“As for the individual citizens respecting whose rights or liberty the writ of habeas corpus is brought in this particular case. I have no interest. It is an ill wind that blows no one good, and so even the rights and liberties of an unfortunate gambler may correct the grevious error of dismembering our seat of government. It was established by our Revolutionary ancestors. I trust Judge Waddill will do his part as a judge and a patriot to restore it.

“If appealed to the Supreme Court of the United States, that august body may meet the question fully and say that under the high privilege of this particular writ, the court is bound to decide whether the District was dismembered lawfully.

“As for inconvenience that will arise respecting titles and acts of de facto government since 1847, changes of governmental control are frequent respecting territories, counties and cities and nobody has has ever been seriously hurt by them.

“R. A. PHILIPS.”


This newspaper article was transcribed from a scan of the original newspaper article on Chronicling America. It is being republished here in order to continue my advocacy for full representation for the American citizens of the District of Columbia.



ALEXANDRIA AND THE DISTRICT OF COLUMBIA – The Alexandria Gazette, June 9, 1909
|| 12/25/2009 || 2:06 pm || + Render A Comment || ||

This editorial is the third in a series of editorials published by the Alexandria Gazette in first week of June 1909. As the editors hinted to at the end of the previous editorial, they reprint a previous opinion that was rendered by Senator George Frisbie Hoar of the judiciary committee shortly before his death.

Printed in full, for the first then, as it is the first time now, are the committee’s findings that the matter between Congress and Alexandria County, the former portion of the District of Columbia, have been resolved by political, not judicial means, and there is nothing stopping the negotiations for the reacquisition from taking place. The Hoar opinion was written 7 years prior in 1902 and concluded that the Federal government can purchase those lands back with the consent of the State of Virginia.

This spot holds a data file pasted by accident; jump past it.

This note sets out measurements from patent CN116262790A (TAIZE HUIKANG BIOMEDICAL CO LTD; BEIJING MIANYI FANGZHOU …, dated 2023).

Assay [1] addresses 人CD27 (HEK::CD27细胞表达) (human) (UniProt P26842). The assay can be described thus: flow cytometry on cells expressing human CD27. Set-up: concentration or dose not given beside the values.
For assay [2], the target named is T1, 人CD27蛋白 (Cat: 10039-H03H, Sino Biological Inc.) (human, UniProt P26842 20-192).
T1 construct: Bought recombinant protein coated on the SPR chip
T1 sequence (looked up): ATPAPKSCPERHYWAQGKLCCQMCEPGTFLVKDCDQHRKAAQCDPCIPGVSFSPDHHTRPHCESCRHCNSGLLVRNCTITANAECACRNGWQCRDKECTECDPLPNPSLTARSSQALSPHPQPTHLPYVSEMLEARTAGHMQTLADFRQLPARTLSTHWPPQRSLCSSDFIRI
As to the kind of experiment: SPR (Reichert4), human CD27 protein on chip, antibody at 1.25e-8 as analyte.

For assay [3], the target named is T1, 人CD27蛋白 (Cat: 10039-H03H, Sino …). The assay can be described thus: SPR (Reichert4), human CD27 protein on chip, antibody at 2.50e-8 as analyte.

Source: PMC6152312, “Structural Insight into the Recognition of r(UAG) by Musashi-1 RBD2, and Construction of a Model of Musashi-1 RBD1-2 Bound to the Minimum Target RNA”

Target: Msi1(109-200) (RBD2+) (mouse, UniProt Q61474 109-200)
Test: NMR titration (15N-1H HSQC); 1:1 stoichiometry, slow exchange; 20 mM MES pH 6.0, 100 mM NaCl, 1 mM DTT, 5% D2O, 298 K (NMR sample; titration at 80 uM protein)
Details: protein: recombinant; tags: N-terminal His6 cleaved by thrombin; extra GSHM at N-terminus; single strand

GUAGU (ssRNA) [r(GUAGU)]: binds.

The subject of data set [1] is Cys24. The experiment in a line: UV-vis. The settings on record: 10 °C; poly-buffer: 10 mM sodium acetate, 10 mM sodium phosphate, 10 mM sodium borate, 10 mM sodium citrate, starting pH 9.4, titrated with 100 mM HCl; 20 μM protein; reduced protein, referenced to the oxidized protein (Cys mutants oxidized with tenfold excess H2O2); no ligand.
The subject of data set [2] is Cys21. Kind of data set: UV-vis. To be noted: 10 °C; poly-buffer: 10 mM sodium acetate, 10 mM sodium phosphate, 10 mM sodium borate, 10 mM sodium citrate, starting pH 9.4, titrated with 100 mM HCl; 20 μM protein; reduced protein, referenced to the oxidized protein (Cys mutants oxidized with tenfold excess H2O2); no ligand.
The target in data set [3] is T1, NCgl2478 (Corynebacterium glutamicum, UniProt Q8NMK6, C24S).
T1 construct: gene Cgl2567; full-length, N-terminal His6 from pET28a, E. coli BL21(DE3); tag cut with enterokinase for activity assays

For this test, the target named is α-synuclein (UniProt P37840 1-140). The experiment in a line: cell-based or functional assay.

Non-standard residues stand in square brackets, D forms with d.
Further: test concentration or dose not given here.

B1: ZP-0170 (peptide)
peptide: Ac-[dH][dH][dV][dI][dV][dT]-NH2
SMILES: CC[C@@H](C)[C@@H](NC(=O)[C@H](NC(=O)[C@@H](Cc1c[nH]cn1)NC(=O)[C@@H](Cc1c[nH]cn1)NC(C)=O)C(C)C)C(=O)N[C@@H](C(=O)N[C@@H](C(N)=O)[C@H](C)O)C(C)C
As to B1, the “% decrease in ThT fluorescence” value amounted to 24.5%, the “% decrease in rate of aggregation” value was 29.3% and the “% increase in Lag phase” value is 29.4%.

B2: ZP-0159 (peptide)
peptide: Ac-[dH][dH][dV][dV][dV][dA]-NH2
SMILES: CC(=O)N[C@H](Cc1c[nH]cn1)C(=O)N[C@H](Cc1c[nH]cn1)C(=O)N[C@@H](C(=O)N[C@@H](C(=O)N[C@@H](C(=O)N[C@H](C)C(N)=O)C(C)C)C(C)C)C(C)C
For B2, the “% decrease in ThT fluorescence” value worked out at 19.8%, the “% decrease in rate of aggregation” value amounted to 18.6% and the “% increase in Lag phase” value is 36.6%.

Click to view the newspaper clipping

ALEXANDRIA AND THE DISTRICT OF COLUMBIA – The Alexandria Gazette, June 9, 1909

As heretofore stated Mr. Hayes, of California, on May 27 introduced a bill in the House of Representatives to extend the limits of the District of Columbia so as to take in all of Alexandria county, but not Alexandria city or that part of Falls Church which lies within the county. The bill was published in full in the Gazette of June 1. Commenting upon this the Gazette of June 1st suggested that Mr. Hayes should read the report made to the Senate on this subject by the late Senator Hoar. This report reads as follows and has never before been published in full:



Constitutionality of the retrocession of a certain portion of the District of Columbia ceded to the United States by Virginia.
April 11, 1902, — Ordered to be printed.
MR. HOAR, from the committee on the judiciary, submitted the folowing

ADVERSE REPORT.

The committee on the judiciary, to whom was referred the joint resolution (S. R. 50) directing the attorney-general to bring suit to determine the constitutionality of the retrocession of that portion of the original District of Columbia which was ceded to the United States by the state of Virginia, submit the following report: